If your child is sharing sexual selfies of themselves with strangers or adults online, they may be at risk of being groomed. To learn more about this and how to protect your child, check out our grooming page. You can report any grooming concerns to CEOP.
HOW TO TALK TO YOUR CHILD ABOUT SEXUAL SELFIES
- Don’t wait until your child has made a mistake. Let them know that they can share their concerns at any time and you won’t be upset or angry with them if something has happened.
- If you find out that your child has been sharing sexual images of themselves, this is an opportunity to talk about relationships, consent and how to make good choices online. If you are unsure of how best to respond, let your child know that you need time to think about it to give them the best advice you can. Call the Stop It Now! helpline (0808 1000 900) for advice on how to discuss this topic.
- Remember that young people are still learning and growing, and can and do make mistakes. It is brave for a child to tell a parent or carer that they have sent or received nudes and they need help to know how to respond to the situation. Jumping straight to punishments or restricting their online access can lead to young people feeling frightened about going to their parents for advice and support, when they need it most.
- Sometimes, young people feel too embarrassed to speak to their parents about sex. Read our blog post on how to start conversations with your children about sex and relationships and where they can go for additional support. Thinkuknow has a great series of short videos on how to talk to children about nudes and what to do if you have any concerns.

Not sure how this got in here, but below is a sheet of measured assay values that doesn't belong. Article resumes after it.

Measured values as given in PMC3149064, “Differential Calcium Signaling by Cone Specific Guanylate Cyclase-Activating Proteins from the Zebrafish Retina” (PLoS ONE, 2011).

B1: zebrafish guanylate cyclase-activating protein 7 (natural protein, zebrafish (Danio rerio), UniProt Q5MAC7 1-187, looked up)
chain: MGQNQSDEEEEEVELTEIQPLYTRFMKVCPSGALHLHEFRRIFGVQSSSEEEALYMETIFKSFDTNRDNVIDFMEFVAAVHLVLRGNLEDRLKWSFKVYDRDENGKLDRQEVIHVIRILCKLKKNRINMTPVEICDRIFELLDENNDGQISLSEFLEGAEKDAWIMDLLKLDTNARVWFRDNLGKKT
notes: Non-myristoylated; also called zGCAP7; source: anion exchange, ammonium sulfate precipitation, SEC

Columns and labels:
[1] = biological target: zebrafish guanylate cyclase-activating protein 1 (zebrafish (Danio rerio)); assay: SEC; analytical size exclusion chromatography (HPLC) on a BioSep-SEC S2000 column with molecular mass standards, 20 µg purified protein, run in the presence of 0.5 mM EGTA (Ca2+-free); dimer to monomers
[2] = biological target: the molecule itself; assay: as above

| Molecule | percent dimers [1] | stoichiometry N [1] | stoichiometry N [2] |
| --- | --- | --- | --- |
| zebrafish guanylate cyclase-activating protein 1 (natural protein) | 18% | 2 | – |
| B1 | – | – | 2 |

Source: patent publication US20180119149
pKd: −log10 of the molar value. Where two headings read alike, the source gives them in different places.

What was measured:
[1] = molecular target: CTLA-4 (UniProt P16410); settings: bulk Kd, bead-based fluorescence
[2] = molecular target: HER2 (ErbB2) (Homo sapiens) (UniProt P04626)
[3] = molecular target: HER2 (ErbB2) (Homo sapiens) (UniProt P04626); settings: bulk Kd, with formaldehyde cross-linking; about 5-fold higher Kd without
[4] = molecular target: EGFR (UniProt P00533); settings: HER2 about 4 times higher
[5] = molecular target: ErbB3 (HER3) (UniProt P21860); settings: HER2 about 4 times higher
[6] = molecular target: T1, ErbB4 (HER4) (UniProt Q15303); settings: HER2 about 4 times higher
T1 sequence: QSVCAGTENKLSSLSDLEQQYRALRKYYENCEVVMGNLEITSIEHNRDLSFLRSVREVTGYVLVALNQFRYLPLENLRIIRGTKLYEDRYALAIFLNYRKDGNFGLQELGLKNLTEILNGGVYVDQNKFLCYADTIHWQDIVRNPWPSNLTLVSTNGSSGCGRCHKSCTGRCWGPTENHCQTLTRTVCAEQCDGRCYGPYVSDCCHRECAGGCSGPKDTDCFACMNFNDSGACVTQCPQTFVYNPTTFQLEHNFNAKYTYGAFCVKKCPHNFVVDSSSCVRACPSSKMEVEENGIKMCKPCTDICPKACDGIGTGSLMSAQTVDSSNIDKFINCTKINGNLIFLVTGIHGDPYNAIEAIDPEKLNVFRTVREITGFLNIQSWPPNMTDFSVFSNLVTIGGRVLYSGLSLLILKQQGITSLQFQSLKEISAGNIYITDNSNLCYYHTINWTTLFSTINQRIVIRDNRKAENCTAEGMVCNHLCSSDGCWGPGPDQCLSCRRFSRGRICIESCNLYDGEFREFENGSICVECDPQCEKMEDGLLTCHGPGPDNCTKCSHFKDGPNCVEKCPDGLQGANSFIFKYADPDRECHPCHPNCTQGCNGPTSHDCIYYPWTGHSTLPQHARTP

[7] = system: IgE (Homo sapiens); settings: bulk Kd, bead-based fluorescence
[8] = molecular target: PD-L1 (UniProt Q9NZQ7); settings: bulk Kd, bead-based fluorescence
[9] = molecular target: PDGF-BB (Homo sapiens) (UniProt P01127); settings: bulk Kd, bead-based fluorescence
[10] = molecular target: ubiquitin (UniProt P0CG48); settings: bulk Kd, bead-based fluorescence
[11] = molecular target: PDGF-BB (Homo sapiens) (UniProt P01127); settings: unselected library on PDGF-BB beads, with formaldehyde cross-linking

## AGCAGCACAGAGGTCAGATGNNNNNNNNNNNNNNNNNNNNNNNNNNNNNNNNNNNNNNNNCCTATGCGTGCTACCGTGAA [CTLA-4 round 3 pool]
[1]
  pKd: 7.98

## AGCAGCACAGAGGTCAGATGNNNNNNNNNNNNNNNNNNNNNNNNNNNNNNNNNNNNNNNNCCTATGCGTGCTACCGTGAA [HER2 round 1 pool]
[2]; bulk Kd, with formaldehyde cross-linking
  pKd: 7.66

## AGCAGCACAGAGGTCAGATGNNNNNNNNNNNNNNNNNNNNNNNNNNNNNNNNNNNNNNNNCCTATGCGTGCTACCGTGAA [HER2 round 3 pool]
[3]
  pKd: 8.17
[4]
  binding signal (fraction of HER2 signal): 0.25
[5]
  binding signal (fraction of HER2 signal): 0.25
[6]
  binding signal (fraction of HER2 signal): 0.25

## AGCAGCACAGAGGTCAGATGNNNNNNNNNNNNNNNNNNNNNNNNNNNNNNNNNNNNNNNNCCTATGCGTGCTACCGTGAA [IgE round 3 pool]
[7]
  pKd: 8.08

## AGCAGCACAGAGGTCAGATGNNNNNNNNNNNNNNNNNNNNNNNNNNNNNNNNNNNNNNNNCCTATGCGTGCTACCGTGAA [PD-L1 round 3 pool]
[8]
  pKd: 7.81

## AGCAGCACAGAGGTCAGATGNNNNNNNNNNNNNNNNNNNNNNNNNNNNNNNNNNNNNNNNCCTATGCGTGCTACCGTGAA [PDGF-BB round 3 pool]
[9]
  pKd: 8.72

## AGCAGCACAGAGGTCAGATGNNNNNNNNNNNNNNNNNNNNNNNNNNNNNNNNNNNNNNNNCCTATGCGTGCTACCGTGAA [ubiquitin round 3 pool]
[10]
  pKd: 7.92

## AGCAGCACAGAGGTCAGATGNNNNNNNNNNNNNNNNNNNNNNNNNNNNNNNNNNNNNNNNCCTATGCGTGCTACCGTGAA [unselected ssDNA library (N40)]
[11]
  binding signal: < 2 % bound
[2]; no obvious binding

- Be clear with your children that taking, having and sharing sexual selfies of anyone under 18 is against the law, even if they feel everyone involved has consented.
- Remind your child that once an image or video is sent they can’t get it back. Talk with them about how they might feel if their photo was shared on and seen by others.
- If they are asked to send a sexual selfie, talk to your child about having some responses ready to say no.
- Help your child understand what they can or should do if they receive a sexual image of another young person from someone else. They should speak to an adult they trust for advice and support about what to do. Depending on the context, they could delete the image or tell an adult who can help make sure the child in the image is safe. They must never send it to others, including to their parent or school as “proof”, because these people would then be in possession of an illegal image.
- Discuss the influence of peer pressure, how it can be a powerful force and can make sending nudes feel normal for young people. Make sure your child knows that you understand they could be persuaded or forced into sending something. Talk to them about ways to resist peer pressure and make positive decisions. Childline has some helpful advice on coping with pressure from friends.
- Explore what healthy loving relationships should look like, to help children and young people recognise when things aren't right. Brook has a great blog post that you can use as a conversation starter.
WHERE TO GET HELP
For more information on how to talk to children about sexual selfies and messages and what to do if your child has got in trouble, have a look at the below organisations.
Childline has a confidential helpline (0800 1111) for children and young people to talk through any concerns as well as online resources and information.
Internet Matters has vital information for children and parents on how to stay safe on the internet and also what to do if something upsetting or distressing happens.
Brook has free and confidential advice and support for young people on sex and relationships as well as information on wellbeing and health.
Thinkuknow has tailored information for children of different ages to help them protect themselves online and offline, including advice about sex, relationships and the internet.
Childnet has online safety guides which offer help, advice and resources for parents and carers